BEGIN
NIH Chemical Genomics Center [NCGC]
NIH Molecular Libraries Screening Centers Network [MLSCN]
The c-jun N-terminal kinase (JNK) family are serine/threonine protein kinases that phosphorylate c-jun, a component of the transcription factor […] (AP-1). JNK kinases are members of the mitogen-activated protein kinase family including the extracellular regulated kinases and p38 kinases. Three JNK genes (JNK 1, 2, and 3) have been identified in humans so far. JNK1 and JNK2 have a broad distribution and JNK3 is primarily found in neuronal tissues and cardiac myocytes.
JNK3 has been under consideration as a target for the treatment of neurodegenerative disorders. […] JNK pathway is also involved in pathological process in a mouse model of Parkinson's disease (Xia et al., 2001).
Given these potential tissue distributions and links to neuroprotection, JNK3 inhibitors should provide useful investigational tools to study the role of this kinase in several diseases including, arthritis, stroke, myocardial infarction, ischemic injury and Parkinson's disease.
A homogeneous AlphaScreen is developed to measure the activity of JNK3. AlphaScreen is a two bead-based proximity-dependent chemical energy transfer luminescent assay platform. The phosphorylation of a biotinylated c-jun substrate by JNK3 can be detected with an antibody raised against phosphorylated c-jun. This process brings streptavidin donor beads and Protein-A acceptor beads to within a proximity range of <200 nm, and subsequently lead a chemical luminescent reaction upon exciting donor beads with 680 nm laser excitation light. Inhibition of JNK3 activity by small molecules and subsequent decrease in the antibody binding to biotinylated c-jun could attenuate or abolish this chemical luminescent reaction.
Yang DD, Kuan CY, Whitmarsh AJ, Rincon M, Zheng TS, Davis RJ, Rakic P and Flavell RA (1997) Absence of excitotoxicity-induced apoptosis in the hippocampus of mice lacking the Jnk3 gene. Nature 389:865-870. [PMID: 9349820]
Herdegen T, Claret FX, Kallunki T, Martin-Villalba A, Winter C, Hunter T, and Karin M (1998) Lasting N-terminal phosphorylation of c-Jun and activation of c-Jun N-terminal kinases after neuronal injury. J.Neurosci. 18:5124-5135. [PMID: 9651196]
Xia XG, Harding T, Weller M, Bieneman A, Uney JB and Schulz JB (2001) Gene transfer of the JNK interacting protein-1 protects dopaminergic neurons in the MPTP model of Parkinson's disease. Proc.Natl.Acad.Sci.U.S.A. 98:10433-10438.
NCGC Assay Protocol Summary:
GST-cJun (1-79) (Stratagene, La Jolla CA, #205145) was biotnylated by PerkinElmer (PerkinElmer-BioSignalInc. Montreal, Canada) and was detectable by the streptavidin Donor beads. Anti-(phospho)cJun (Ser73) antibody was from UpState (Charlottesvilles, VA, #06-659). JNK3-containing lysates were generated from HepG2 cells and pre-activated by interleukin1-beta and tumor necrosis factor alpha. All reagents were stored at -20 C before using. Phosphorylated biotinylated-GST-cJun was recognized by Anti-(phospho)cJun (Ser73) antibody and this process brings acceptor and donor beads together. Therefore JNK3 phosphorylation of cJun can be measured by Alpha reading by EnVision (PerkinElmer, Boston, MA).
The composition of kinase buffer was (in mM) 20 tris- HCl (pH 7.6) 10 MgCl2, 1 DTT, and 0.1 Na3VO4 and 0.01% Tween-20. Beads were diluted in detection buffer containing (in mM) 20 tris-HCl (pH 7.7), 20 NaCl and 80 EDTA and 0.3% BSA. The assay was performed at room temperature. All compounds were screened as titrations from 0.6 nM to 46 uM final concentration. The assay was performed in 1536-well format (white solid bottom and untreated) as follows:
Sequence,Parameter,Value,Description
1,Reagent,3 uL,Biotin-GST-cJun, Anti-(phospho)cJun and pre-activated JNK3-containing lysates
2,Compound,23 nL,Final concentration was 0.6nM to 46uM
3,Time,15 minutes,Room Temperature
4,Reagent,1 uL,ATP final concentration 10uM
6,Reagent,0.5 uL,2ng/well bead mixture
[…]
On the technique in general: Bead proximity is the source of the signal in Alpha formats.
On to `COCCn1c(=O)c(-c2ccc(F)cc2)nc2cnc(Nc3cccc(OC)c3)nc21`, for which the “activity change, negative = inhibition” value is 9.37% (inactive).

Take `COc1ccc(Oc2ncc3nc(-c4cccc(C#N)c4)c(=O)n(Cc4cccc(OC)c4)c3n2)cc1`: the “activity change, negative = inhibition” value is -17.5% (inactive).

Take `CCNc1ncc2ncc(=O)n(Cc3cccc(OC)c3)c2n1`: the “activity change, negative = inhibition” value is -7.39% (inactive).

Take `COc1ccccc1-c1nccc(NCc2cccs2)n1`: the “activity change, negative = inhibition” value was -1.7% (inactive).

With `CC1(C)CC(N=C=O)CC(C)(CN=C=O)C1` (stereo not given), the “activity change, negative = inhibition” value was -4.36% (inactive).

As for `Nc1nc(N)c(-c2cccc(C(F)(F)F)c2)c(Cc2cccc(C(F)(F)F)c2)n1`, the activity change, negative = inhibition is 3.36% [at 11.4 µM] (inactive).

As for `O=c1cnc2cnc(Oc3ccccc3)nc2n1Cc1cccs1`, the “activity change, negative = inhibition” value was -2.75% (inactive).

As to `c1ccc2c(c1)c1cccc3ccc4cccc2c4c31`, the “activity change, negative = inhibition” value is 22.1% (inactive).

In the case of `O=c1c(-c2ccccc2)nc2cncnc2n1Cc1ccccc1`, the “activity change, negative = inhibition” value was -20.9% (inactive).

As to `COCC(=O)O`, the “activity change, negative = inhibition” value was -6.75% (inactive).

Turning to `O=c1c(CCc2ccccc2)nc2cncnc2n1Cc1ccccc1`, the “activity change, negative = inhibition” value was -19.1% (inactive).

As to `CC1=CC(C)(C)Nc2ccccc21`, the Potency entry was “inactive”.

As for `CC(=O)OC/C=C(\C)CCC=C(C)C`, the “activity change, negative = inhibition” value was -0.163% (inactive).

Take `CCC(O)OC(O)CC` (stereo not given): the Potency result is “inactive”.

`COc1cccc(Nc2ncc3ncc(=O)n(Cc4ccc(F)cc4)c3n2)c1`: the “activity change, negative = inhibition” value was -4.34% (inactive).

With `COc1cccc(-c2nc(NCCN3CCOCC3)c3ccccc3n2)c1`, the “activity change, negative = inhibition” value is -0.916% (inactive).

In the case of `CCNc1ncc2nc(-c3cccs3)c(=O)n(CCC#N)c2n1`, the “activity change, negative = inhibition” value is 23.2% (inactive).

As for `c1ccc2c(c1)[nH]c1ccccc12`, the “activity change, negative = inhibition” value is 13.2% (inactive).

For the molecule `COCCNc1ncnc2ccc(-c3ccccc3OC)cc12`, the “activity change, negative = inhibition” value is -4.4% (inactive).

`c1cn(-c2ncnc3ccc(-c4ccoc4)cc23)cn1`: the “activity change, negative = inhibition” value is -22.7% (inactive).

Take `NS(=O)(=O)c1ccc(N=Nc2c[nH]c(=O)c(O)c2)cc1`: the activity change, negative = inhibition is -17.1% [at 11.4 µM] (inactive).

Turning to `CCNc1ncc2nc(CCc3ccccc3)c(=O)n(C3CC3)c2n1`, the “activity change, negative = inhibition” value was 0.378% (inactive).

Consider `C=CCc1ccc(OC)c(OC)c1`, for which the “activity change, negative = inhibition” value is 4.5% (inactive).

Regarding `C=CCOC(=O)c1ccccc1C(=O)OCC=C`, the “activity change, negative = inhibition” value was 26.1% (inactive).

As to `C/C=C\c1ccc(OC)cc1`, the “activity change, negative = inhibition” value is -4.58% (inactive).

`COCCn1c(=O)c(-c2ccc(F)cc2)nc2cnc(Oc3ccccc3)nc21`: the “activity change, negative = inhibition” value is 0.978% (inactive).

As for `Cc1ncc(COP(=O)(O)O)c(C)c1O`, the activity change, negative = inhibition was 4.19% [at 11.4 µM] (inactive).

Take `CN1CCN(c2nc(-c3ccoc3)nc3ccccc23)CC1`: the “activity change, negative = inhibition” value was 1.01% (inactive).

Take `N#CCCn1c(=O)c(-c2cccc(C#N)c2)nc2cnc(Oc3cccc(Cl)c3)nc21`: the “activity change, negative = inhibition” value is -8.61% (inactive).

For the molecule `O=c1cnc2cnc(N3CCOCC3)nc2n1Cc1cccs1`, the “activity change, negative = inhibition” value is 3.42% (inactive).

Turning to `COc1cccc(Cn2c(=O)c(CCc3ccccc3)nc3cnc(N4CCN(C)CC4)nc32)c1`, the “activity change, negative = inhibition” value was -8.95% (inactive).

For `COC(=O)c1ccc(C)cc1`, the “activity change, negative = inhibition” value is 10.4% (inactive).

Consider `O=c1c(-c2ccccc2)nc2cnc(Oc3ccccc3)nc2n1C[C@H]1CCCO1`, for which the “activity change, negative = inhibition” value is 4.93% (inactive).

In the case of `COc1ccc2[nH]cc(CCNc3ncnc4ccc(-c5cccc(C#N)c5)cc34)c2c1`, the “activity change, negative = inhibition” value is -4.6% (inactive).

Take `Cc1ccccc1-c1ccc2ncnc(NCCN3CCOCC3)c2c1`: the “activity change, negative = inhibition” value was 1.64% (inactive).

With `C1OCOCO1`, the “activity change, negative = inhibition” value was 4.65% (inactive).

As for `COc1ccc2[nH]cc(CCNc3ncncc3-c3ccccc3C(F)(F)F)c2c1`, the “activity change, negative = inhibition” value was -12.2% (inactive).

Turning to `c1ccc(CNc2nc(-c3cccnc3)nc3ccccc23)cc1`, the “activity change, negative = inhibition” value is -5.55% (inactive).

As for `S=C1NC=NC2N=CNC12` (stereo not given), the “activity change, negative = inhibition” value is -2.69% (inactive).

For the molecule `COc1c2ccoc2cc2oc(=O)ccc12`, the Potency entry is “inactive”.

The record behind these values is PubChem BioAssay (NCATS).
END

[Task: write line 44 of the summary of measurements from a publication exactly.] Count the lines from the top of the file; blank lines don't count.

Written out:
Regarding `C=CCOC(=O)c1ccccc1C(=O)OCC=C`, the “activity change, negative = inhibition” value was 26.1% (inactive).